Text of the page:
Changes in Kuwait's Entrepreneurship Discourse
By Tamara Pupic / Entrepreneur Middle East - Image credit : Nuqat
With GCC countries preparing for an oil-bereft future, one can draw similarities among their attempts to develop knowledge and innovation-based economies. For instance in Kuwait, in 2017, The Kuwait National Development Plan (KNDP) launched under the “New Kuwait” slogan (mainly known as the Kuwait Vision 2035 program), has similar initiatives of its neighbors- it seeks to transform the country into a financial, cultural and trade leader. One of its main targets is increasing the GDP share of the private sector that now represents approximately 30% of the Kuwaiti GDP. As seen in other regional countries as well, the private sector has not taken a back seat, but has instead joined public institutions in a concerted effort to enable and support a broad-based embrace of entrepreneurship by the local youth. However, one peculiarity makes Kuwait stand out in this innovation-chasing crowd.
In 2015, Germany’s e-commerce group Rocket Internet acquired Talabat, a Kuwait-based food delivery platform, for US$170 million, which is considered as the second largest exit in this region. When talking to Entrepreneur Middle East, Talabat’s former CEO Mohammed Jaffar comes across as having a collaborative (rather than competitive) attitude, a stark difference from many of today’s “champion” startups around the globe. It seems to be a trait of Kuwaiti entrepreneurs I couldn’t avoid noticing while attending the Human Capital Forum, a two-day event organized by Nuqat, a Kuwait-based organization for cultural development, in February.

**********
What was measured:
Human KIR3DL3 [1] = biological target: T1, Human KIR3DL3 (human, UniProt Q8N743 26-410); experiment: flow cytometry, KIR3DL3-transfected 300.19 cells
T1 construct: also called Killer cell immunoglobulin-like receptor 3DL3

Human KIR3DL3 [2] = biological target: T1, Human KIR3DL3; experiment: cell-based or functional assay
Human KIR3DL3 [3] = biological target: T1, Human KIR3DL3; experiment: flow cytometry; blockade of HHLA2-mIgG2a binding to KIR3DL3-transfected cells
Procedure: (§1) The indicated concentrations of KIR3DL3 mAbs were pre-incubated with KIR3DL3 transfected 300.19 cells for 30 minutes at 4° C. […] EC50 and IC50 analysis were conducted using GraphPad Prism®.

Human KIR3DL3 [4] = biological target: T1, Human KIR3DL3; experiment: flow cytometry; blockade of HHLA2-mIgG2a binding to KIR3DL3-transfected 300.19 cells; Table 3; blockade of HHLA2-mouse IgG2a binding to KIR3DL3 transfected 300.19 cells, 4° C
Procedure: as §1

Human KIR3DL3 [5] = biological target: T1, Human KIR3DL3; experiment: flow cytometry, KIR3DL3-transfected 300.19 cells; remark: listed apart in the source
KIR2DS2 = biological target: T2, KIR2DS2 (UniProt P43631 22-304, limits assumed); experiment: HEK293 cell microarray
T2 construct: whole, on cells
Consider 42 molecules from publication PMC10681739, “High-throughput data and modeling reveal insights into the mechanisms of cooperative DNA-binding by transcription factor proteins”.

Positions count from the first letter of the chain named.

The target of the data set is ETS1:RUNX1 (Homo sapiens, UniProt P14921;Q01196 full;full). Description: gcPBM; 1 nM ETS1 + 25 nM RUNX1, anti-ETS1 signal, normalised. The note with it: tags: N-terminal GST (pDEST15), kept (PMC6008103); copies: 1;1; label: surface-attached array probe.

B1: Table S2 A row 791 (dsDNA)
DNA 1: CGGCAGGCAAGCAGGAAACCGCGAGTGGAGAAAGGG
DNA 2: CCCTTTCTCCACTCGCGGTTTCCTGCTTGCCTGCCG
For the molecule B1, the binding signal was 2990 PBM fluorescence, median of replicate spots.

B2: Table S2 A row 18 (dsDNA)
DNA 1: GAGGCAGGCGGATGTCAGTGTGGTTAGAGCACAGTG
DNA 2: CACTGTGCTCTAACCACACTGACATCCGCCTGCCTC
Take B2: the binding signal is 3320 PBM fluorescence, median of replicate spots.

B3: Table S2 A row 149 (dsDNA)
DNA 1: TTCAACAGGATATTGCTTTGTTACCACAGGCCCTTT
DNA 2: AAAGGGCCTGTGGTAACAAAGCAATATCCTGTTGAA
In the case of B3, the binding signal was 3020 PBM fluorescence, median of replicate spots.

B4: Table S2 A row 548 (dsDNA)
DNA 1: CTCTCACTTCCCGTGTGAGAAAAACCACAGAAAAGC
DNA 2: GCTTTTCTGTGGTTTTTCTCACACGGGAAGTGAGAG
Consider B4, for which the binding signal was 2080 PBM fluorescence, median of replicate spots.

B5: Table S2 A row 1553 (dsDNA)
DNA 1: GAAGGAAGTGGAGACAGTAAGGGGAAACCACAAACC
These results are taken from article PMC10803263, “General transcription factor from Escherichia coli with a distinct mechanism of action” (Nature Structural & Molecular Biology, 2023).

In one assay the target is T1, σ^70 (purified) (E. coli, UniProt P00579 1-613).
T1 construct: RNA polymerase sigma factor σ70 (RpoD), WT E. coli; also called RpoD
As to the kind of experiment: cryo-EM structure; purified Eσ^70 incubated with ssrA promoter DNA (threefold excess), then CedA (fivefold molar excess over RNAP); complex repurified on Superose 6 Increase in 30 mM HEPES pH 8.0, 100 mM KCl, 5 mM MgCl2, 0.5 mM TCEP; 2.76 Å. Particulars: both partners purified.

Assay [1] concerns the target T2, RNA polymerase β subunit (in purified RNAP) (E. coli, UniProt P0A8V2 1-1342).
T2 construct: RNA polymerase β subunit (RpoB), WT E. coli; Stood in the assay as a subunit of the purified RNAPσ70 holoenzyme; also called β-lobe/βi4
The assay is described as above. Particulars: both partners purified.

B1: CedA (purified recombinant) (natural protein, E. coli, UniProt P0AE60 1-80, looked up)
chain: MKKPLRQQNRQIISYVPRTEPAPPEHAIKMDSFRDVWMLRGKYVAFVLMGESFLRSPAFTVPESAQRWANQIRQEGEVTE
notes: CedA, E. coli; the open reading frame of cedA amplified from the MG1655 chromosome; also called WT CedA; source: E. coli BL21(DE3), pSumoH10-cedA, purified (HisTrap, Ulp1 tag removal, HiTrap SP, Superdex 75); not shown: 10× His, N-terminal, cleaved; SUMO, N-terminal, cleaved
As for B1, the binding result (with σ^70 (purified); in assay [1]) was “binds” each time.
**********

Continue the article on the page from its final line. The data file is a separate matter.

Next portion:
Jaffar, a former corporate banker, acquired Talabat from its original founder for $2.4 million in 2010, and soon after entered into a fierce battle with Rocket Internet for a share of the country’s nascent e-commerce market- or at least that’s what you may have assumed. “We had a good relationship with Rocket Internet for a few years before the acquisition, although we were competing in the same space,” Jaffar said along the sidelines of the forum. “I believe in good and clean competition, so there was a lot of respect between us. That is very important. For that reason, when it came to our negotiations, it came about easily. We exited the business, because of their strategy of wanting to acquire all the players in that space at the same time. So, we thought that for the sake of the brand, it was better to be under one group, instead of having to compete with everybody else. The thing here is about keeping good relations with people- even though you are in competition with them.”
Similarly, the four co-founders of Nuqat –Wakim Zeidan, Hussa Al Humaidhi, Sara Al Nafisi, and Dana Al Hilal– teamed up in 2008 to focus on solving problems they had all been experiencing in their individual entrepreneurial paths. Before starting his first business in Kuwait –a creative consultancy called Wakpot– Lebanese design and communications professional Zeidan attended the Cannes Lions International Festival of Creativity in 2007. “One of my dreams, as an advertiser, had always been to go to that festival, so when I went in 2007, I realized that the business environment in Kuwait was not encouraging at a creative level, when compared to what I saw there,” he remembers. “Since it is so expensive to go there, I was sure that lots of people couldn’t go because of the costs, so I thought of doing something similar here. I started a twoday symposium to gather likeminded people and test the waters. That was when Hussa Al Humaidhi and Sara Al Nafisi were starting their own company, Raw Design, a branding agency, and they had the same frustrations relating to creative development as I did. They joined the symposium as participants, and somehow, we clicked. They said they wanted to do something similar, but instead of competing, they proposed a collaboration. We joined efforts and organized the first Nuqat conference in 2010, with 200 people attending. It has snowballed from there.”